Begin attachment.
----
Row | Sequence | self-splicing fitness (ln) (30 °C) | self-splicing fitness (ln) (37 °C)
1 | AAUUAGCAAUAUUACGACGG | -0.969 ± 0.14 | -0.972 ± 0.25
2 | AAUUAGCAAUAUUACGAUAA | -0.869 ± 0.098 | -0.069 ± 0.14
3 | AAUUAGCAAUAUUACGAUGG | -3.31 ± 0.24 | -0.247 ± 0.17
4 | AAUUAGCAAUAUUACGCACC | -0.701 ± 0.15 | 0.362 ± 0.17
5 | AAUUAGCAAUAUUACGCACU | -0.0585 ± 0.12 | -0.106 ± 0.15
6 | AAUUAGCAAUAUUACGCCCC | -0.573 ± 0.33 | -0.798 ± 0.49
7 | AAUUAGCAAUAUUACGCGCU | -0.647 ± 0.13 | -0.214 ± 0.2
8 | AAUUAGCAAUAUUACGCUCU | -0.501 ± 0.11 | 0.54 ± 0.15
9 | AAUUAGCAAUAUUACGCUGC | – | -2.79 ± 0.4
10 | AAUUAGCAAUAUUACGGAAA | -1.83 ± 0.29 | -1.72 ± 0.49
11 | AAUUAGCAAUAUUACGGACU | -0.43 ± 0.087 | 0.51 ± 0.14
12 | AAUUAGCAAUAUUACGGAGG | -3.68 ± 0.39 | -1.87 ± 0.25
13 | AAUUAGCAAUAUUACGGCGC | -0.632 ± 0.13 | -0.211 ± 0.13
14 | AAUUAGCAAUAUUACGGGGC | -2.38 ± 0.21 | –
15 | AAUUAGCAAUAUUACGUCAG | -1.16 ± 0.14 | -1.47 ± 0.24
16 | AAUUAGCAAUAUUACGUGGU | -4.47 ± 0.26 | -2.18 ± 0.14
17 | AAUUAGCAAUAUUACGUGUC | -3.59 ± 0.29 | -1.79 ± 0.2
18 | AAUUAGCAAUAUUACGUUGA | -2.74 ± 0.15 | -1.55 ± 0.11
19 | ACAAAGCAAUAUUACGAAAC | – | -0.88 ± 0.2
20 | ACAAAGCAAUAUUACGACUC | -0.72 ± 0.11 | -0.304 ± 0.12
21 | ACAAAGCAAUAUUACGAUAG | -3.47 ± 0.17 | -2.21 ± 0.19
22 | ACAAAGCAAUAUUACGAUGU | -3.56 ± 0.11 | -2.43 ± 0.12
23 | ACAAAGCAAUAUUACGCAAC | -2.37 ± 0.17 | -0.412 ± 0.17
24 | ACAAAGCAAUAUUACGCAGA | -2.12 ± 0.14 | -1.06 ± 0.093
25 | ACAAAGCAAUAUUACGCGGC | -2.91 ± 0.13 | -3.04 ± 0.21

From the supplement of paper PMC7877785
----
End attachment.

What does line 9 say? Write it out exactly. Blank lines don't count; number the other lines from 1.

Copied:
8 | AAUUAGCAAUAUUACGCUCU | -0.501 ± 0.11 | 0.54 ± 0.15